What does it mean to be 'professional?' Sociologists describe the process by which groups of people fight to acquire the higher status of 'a profession'. Such a process is continuing in Britain for psychotherapists, and many Gestalt psychotherapists are part of this movement. However, there are other more attractive and inspiring meanings and connotations of what it means to be professional. These include a commitment to 'best practice', to high levels of competence within the boundaries of a discipline, and to 'walking one's talk’.

Miriam Polster was, for us, someone who exemplified a truly professional approach. She was dedicated to skilful practice, lived well and not just for therapy, made a lasting contribution to her field, was grounded in profound understanding of Gestalt fundamentals, and brought courage and dedication to what she undertook. It is a wider vision of being professional that the British Gestalt Journal recognises and seeks to emulate and encourage. A professional journal should foster the exchange of ideas, promote new thinking, report fresh applications, serve the professional community, and inspire readers. As such it does not have to be excessively academically proper, let alone solely interested in theory and abstract ideas. Other threads need to be woven into each issue, and preferably into each article.

In the present issue we are fortunate to have some first-rate writing from some very experienced practitioners, who combine thoughtfulness with addressing practical questions. The leading articles are backed up by letters, book reviews, Out in the Field, and an Opinion, all of which make the issue, in our view, one which will satisfy our readership, as well as meeting our own high standards regarding what it means to create a professional journal.

Volume 11, No.1

We begin with an important article abut working with psychosis, by Margherita Spagnuolo Lobb. Gestalt therapists who work in psychiatric settings will relish this thoughtful and ground-breaking discussion, and it will interest other psychotherapists too. This is followed by Peter Philippson's paper on Gestalt thinking in relation to the psychoanalytical concept of transference. It echoes the preceding article in that its arguments have not been articulated elsewhere before (somewhat surprisingly).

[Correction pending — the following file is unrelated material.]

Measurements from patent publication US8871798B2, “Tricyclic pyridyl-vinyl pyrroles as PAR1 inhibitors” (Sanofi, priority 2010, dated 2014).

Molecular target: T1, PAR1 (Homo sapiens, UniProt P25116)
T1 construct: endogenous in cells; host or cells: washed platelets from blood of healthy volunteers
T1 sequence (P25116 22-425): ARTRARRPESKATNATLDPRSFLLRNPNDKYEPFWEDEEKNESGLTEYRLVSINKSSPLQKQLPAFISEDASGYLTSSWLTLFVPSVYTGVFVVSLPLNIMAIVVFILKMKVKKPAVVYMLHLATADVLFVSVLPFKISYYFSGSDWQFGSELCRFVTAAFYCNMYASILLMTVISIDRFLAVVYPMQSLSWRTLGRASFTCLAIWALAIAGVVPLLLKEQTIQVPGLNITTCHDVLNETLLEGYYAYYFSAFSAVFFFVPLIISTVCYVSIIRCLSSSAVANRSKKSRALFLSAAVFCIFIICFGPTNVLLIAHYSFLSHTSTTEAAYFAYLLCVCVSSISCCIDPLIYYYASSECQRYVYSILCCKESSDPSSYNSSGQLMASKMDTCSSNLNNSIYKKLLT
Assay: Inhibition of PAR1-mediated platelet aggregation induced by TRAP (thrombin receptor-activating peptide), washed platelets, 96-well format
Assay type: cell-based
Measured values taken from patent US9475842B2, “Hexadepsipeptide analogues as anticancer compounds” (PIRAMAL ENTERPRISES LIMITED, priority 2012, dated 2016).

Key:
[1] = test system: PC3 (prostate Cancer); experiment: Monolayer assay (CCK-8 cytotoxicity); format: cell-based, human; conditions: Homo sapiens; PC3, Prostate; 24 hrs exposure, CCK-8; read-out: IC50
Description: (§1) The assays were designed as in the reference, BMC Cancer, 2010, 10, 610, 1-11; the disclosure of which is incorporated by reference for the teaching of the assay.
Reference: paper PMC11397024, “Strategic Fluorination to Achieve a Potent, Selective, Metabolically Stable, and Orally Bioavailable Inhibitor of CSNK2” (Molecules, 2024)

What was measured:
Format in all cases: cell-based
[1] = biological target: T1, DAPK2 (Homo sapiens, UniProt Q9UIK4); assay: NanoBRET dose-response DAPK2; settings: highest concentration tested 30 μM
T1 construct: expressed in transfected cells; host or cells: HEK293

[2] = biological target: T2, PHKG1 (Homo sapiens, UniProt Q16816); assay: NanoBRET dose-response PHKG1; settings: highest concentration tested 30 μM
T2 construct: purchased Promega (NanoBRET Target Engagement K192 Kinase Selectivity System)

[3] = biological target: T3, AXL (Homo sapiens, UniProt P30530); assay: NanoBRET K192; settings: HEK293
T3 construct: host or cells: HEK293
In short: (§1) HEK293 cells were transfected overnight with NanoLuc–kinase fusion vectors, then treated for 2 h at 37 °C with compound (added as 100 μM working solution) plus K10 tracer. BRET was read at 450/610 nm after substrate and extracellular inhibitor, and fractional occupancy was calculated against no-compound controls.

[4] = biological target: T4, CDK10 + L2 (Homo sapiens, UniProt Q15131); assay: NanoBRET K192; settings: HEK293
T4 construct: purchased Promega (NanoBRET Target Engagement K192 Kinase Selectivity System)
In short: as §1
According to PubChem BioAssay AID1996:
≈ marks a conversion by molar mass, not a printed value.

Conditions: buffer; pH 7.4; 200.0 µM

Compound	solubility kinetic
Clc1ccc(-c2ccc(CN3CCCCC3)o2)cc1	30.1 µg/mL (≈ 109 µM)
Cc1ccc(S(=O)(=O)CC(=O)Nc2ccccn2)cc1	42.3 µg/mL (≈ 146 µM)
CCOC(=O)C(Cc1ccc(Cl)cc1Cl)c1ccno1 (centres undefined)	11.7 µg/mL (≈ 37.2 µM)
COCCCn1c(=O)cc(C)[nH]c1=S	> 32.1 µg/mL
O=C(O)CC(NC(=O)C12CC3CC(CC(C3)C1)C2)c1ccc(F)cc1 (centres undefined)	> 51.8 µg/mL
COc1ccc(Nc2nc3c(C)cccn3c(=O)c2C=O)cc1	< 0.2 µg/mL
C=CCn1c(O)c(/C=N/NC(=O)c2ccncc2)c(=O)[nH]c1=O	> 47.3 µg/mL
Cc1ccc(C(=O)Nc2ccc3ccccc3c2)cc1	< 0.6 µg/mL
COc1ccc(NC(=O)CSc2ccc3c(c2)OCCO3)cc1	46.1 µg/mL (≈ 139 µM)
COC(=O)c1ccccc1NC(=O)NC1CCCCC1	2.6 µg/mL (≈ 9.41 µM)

The third article is another major contribution, (as well as being the first German article for which the BGJ commissioned and funded a translation). It is by Frank-M. Staemmler, and reviews the central idea and often unthinking Gestalt endorsement of the Here and Now. As a review article, covering a wide spectrum of issues, it is an important contribution to our collective understanding. We are very pleased to have it. (Other translations of foreign language articles will follow.) In our view, all three of the papers mentioned are destined to become ‘classic’ articles, much referred to for many years to come.

An interview with Gill Caradoc-Davies also captures some of that wide vision of professionalism that was mentioned earlier. It is a very accessible interview, and reveals the outlook and priorities of an experienced Gestalt teacher with psychiatric credentials, imagination, an expansive vision, and a big heart.

As usual, we are glad to be able to publish some lively letters - in this issue from Gordon Wheeler, Peter Shackleton and Dan Rosenblatt, covering a wide range of topics. The Out in the Field profile is of Richard Harris, a consultant oncologist and Gestalt therapist. He and Clare Crombie explore working with cancer sufferers.